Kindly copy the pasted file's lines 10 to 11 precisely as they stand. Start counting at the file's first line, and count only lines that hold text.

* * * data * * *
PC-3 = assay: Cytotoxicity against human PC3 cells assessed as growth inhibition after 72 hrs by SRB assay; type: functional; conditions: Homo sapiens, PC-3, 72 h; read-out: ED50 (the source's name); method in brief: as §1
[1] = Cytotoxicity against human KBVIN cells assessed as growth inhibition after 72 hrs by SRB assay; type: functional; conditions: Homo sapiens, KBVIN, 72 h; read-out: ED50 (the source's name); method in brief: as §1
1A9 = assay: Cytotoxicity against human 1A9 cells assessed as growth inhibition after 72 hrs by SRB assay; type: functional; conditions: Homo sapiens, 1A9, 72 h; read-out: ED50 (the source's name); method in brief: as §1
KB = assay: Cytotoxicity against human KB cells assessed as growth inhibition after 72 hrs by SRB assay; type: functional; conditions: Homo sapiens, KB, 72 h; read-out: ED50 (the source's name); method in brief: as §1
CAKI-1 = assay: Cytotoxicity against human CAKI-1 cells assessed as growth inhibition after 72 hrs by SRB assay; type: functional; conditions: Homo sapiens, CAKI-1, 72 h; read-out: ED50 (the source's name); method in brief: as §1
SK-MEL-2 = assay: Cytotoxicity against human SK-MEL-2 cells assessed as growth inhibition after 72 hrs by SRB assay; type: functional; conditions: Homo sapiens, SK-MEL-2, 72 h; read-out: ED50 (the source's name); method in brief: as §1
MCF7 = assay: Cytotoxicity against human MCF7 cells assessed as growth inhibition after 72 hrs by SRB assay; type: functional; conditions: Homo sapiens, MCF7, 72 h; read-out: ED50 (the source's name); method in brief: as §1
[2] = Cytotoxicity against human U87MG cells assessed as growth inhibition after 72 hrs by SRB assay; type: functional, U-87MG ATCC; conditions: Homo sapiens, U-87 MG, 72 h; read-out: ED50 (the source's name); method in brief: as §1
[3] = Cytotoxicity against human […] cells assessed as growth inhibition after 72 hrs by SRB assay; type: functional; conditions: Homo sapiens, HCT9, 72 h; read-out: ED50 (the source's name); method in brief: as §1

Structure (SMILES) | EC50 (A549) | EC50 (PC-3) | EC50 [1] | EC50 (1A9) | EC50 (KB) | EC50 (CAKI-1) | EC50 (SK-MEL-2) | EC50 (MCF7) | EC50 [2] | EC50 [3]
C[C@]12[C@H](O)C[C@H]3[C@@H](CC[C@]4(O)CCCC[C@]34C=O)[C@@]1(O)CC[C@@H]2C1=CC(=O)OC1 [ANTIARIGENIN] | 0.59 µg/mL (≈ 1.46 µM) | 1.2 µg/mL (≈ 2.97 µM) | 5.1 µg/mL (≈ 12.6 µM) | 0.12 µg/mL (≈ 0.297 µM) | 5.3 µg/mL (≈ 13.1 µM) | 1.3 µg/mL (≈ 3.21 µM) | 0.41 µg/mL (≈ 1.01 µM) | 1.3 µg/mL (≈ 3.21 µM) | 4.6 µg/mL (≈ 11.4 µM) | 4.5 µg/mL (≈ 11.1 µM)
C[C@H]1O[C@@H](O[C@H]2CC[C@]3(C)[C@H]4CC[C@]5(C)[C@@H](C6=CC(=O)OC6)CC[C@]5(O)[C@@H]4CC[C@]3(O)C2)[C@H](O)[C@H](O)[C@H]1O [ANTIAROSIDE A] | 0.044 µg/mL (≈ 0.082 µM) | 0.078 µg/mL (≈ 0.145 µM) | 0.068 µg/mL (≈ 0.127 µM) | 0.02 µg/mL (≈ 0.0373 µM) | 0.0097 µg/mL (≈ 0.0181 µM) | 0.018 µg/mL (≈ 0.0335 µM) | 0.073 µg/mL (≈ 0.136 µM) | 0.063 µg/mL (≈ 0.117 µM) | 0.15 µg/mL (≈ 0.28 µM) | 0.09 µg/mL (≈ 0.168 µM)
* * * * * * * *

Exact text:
Structure (SMILES) | EC50 (A549) | EC50 (PC-3) | EC50 [1] | EC50 (1A9) | EC50 (KB) | EC50 (CAKI-1) | EC50 (SK-MEL-2) | EC50 (MCF7) | EC50 [2] | EC50 [3]
C[C@]12[C@H](O)C[C@H]3[C@@H](CC[C@]4(O)CCCC[C@]34C=O)[C@@]1(O)CC[C@@H]2C1=CC(=O)OC1 [ANTIARIGENIN] | 0.59 µg/mL (≈ 1.46 µM) | 1.2 µg/mL (≈ 2.97 µM) | 5.1 µg/mL (≈ 12.6 µM) | 0.12 µg/mL (≈ 0.297 µM) | 5.3 µg/mL (≈ 13.1 µM) | 1.3 µg/mL (≈ 3.21 µM) | 0.41 µg/mL (≈ 1.01 µM) | 1.3 µg/mL (≈ 3.21 µM) | 4.6 µg/mL (≈ 11.4 µM) | 4.5 µg/mL (≈ 11.1 µM)